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Greenhouse seems to have got nothing but trouble for questioning the deal. Warned to stop interfering and threatened with a demotion, the career Corps employee decided to act on her conscience, according to her lawyer, Michael Kohn. Kohn, who has represented other federal whistle-blowers, last week sent a letter--obtained by TIME from congressional sources--on her behalf to the acting Secretary of the Army. In it Kohn recounts Greenhouse's Pentagon meeting and demands an investigation of alleged violations of Army regulations in the contract's awarding. (The Pentagon justified the contract procedures as necessary in a time of war, saying KBR was the only choice because of security clearances that it had received earlier.) Kohn charges that Greenhouse's superiors have tried to silence her; he says she has agreed to be interviewed, pending approval from her employer, but the Army failed to make her available despite repeated requests from TIME.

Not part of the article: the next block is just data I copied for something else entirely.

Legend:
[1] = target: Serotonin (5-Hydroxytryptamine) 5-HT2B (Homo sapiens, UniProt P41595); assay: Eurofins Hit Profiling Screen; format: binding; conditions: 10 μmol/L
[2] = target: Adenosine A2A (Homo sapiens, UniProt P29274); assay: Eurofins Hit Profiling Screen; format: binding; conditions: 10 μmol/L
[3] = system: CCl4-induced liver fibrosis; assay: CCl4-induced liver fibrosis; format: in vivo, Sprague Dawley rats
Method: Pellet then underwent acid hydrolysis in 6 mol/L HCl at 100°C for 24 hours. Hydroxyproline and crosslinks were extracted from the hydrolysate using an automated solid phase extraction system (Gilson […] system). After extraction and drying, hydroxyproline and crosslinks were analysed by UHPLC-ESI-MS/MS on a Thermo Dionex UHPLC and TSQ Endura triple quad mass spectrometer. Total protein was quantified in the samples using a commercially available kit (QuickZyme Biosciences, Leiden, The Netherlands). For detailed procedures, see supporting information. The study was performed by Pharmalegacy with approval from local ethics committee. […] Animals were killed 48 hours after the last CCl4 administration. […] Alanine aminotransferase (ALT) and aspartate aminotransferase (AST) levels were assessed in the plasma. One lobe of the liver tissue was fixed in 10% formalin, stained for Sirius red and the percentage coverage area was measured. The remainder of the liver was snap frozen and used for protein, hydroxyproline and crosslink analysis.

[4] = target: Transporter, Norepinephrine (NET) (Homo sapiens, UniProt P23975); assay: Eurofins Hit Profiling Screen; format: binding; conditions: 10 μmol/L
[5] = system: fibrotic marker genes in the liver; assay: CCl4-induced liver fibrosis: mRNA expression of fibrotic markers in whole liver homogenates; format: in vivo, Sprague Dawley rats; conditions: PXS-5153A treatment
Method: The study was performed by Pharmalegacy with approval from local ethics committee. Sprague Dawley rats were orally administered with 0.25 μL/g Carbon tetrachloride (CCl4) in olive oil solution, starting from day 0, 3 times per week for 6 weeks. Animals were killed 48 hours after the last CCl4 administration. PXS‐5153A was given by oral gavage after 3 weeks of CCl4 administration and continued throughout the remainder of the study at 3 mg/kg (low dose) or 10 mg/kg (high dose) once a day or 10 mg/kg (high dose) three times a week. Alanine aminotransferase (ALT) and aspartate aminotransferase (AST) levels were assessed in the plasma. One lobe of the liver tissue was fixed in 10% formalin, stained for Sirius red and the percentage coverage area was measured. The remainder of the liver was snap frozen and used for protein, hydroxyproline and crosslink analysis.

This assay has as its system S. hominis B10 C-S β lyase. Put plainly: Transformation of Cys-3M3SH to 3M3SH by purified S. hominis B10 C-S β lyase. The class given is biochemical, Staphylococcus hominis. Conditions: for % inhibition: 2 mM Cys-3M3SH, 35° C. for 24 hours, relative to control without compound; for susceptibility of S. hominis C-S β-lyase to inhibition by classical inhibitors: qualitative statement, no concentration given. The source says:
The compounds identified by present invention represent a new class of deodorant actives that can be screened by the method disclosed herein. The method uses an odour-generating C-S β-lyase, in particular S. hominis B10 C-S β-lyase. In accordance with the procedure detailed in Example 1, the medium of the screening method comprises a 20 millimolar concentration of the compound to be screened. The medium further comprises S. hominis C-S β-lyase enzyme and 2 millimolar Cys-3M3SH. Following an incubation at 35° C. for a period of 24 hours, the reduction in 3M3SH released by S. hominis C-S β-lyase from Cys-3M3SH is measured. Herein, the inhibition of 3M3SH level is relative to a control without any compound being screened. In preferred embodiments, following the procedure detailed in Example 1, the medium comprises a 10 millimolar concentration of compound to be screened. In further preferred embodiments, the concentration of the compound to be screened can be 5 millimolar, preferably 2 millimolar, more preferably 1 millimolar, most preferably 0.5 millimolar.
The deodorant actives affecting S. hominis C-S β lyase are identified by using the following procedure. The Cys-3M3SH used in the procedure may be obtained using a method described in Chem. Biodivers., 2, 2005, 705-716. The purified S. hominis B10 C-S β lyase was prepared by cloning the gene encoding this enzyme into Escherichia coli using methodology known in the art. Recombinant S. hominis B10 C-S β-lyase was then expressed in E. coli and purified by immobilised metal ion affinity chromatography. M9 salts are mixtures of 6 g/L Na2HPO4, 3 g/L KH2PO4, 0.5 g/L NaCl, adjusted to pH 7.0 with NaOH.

"These charges undercut months of assertions by Administration officials that the Halliburton contract was on the level," says Democratic Representative Henry Waxman. As the Corps's top contract specialist, the letter says, Greenhouse had noted reservations on dozens of procurement documents over seven years. But it was only after she took exception to the Halliburton deal that she was warned not to do so anymore. The letter states that the major general who admonished her, Robert Griffin, later admitted in a sworn statement that her comments on contracts had "caused trouble" for the Army and that, given the controversy surrounding the contract, it was "intolerable" and "had to stop." The letter says he threatened to downgrade her. (As with Greenhouse, the Army did not make Griffin available.)
When the Pentagon's auditors accused KBR of overcharging the government $61 million for fuel, the letter says, the Army bypassed Greenhouse. Her deputy waived a requirement that KBR provide pricing data--a move that looked "politically motivated," the letter says. The Pentagon maintains that it awarded Halliburton's Iraq contracts appropriately, as does a Halliburton spokeswoman. A senior military official says the Army "has referred the matter to the inspector general of the Department of Defense." As for Halliburton, it has faced alleged cost overruns, lost profits and seen at least 54 company contractors killed in Iraq. Greenhouse, meanwhile, has requested protection from retaliation. But her career--and reputation--are on the line.